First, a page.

Cupuaçu is the next native fruit to watch, says Frutos da Amazonia

By Niamh Michail contact

- Last updated on GMT

Cupuaçu fruit pulp is used in juices and sorbets while the seeds contain a cocoa-like butter. © GettyImages/VanessaVolk
Cupuaçu fruit pulp is used in juices and sorbets while the seeds contain a cocoa-like butter. © GettyImages/VanessaVolk

Related tags: Native ingredients, superfood, Sustainability, Sourcing

Acai's popularity is well established in Brazil but watch out for cocoa-like cupuaçu, says Frutos da Amazonia, which uses native ingredients from the Amazon in its range of premium products.

Frutos da Amazonia was founded by Iolane Tavares, who comes from Belém do Pará, the port city in Brazil’s northern state that is known as the gateway to the country’s lower Amazon region.

“When I arrived in Sao Paulo in the 1990s, I started with friends a homemade production of chocolate candies just as a hobby​,” said Tavares. “I missed the flavors of the fruits of my land, Belém do Pará, and I couldn't find products that used the ingredients of that region in the local market.”

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© Frutos da Amazonia

This “affective and cultural bond​” led Tavares to explore business opportunities in bringing native ingredients of the Amazon to wider Brazil and she created the company in 1994.

It produces a range of jams, chocolates, and cookies made with native Amazonian ingredients such as cupuaçu, acai, taperebá, and Brazil nuts.

Cupuaçu (Theobroma grandiflorum​) is a tropical Amazonian tree ​related to cocoa. The fruit pulp can be used to make juices and sorbets while the seeds contain a sweet-smelling, white butter that can be used to make white chocolate. Taperebá (Spondias mombin), ​meanwhile is a yellow fruit with a sharp, acidic flavor.

When Frutos da Amazonia began production, consumers were not always receptive to the new ingredients, Tavares said.

At first it was very difficult, because [apart from] Brazil nuts, the fruits were unknown mainly in the southeast and south regions of the country and people often refused to try the products. Nowadays things have changed, the acai berry is very popular and cupuaçu is on its way.”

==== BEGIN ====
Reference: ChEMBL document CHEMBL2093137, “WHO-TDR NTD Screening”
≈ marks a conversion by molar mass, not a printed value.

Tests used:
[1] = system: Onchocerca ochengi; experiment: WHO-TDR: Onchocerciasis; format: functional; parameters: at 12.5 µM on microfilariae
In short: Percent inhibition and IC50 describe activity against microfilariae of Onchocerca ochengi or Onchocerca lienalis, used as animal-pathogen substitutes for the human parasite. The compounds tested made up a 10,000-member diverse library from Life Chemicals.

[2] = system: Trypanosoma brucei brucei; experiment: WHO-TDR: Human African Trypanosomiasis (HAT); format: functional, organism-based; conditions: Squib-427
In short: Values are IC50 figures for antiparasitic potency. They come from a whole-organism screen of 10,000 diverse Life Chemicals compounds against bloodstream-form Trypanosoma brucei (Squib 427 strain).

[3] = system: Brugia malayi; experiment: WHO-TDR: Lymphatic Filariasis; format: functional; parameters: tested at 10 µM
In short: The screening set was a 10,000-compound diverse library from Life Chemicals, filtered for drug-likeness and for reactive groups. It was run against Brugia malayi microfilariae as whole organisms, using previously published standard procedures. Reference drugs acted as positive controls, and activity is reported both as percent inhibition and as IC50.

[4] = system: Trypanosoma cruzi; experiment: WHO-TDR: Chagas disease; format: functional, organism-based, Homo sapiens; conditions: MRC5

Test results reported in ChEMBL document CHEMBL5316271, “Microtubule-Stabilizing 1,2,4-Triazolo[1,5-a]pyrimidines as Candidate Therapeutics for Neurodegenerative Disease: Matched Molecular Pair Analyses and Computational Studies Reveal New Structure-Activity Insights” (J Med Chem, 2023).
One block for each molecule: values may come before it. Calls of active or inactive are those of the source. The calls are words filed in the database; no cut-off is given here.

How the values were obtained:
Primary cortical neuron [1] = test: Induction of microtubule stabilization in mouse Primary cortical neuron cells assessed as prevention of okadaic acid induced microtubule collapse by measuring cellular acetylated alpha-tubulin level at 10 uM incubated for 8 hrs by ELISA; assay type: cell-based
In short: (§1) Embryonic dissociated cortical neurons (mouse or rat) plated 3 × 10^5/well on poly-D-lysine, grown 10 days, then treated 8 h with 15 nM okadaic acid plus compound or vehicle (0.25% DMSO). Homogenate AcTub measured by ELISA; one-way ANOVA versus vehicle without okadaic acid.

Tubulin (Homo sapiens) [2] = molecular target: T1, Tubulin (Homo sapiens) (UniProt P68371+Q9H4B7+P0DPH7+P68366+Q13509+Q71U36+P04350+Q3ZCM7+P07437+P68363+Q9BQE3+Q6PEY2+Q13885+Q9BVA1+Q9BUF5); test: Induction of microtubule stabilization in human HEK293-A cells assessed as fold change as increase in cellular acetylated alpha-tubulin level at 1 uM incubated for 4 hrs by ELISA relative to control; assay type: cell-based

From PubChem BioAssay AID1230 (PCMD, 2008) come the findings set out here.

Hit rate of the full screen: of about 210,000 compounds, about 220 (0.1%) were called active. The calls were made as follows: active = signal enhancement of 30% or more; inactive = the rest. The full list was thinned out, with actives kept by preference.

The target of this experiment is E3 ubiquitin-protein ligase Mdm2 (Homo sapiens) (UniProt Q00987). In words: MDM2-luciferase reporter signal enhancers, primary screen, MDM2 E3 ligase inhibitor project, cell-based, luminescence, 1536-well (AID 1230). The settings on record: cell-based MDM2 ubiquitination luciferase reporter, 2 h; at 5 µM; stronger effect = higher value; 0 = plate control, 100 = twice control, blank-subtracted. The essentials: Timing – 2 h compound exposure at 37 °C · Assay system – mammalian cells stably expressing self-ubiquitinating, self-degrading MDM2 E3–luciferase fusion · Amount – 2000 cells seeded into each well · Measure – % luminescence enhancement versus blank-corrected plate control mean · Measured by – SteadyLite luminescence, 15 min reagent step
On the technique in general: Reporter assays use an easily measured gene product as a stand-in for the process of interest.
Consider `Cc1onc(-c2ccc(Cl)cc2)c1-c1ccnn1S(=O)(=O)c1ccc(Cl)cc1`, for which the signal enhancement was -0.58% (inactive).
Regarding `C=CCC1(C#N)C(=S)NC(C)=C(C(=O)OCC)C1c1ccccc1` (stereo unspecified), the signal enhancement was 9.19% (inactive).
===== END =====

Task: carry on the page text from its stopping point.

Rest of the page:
Source of inspiration

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© Joana Lira

According to Tavares, the Amazon is a source of inspiration not only for the company’s product formulation but also its colorful branding.

“The Amazon region has a variety of fruits with very particular flavors, which provide a unique sensory experience. But it goes beyond the flavors,” ​she told FoodNavigator-LATAM​ “The forest is also a plantation of symbols.”

Brazilian artist and illustrator Joana Lira designed the company’s packaging, which depicts mythical characters from Amazonian folk tales, and produced a series of special edition paintings for the company’s 15th​ anniversary.

“This​ leads to an aesthetic [that depicts] the imaginary elements [and] enchantments that populate the deep universe of the Amazon, such as the legend of the curupira, the bird uirapuru, and the river dolphin, among others," ​said Tavares.

Frutos da Amazonia is not certified fair trade or organic but it sources most of its raw materials through traditional small farmers cooperatives. This supply chain provides a steady income for the farmers, Tavares said, and the company works to educate the cooperatives to avoid clearing forested areas.

Niche but growing

The growing interest in ‘superfood’ ingredients among health-conscious Brazilian consumers has boosted the company's sales.

“This is a trend that has shown strong performance and has helped open the doors to our products,” ​said Tavares, although demand is starting from a small base, she added.

“[Although] you can find new stores that specialize in these products, let us not forget that it will still take time to consolidate this trend here in Brazil. So far, we see this as an important niche market."

The bulk of the company’s sales come from Brazil but it has exported some products to Europe, the US, and the Emirates and it sees exports as one the biggest potential sources of growth.

The company also has a few new products in the pipeline but Tavares did not reveal details.

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